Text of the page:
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Obituary

Ray Charles

Frequently Asked Questions:
When did Ray Charles Die? Answer: June 10th 2004 aged 73.
What caused Ray Charles's death? Answer: Liver Disease.

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Ray Charles died aged seventy-three at his home in Beverly Hills, California, U.S.A. on 10th June 2004, surrounded by family and friends, as a result of acute liver disease. His funeral took place on June 18th 2004, at the First AME Church in Los Angeles with numerous musical figures in attendance. B. B. King, Glen Campbell, Stevie Wonder and Wynton Marsalis each played a tribute at the funeral. He was interred in the Inglewood Park Cemetery.
Ray Charles was born Ray Charles Robinson on September 23rd 1930. Among friends and fellow musicians he preferred being called "Brother Ray." He was often referred to as "The Genius." Ray Charles was blind from the age of seven.
Ray pioneered the genre of soul music during the 1950's by combining blues, rhythm and blues, and gospel styles into the music he recorded for Atlantic Records. He also contributed to the integration of country music, rhythm and blues and pop music during the 1960s with his crossover success on ABC Records, most notably with his two Modern Sounds albums. While he was with ABC, Ray Charles became one of the first black musicians to be granted artistic control by a mainstream record company.
Ray Charles cited Nat King Cole as a primary influence, but his music was also influenced by country, jazz, blues, and rhythm and blues artists of the day, including Louis Jordan and Charles Brown. In the late forties, he became friends with Quincy Jones. Their friendship lasted until the end of Ray Charles's life.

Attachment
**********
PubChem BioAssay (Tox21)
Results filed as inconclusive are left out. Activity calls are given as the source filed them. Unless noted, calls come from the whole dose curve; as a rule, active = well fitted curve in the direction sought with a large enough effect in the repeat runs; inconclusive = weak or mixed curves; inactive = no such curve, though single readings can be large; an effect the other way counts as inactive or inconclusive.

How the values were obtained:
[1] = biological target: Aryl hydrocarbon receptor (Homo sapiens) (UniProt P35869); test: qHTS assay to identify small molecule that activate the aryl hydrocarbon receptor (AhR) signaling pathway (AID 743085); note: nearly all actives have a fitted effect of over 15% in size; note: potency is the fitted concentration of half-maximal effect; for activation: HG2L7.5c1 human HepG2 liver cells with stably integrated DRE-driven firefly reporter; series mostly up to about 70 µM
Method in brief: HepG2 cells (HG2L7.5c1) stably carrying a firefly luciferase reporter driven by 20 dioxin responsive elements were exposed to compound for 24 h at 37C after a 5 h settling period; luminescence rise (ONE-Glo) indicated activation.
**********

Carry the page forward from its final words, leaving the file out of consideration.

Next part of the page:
Frank Sinatra called him "the only true genius in show business," although Ray Charles downplayed this notion. pic of Ray Charles
In 2002, Rolling Stone magazine ranked Ray Charles number ten on its list of the "100 Greatest Artists of All Time," and number two on their November 2008 list of the "100 Greatest Singers of All Time."
Ray was the son of Bailey Robinson, a laborer, and Aretha Williams. At the time, she was a teenage orphan making a living as a sharecropper. They lived in Greenville, Florida, with Robinson's mother and his wife, Mary Jane Robinson. The Robinson family had informally adopted Aretha, and she became known as Aretha Robinson. When she, scandalously, became pregnant by Bailey, she briefly left Greenville late in the summer of 1930 to be with family members in Albany, Georgia, for the baby's birth. After that, mother and child returned to Greenville, and Aretha and Mary Jane shared Ray's upbringing. He was deeply devoted to his mother and later recalled her perseverance, self-sufficiency, and pride as guiding lights in his life. His father abandoned the family, left Greenville, and took another wife elsewhere.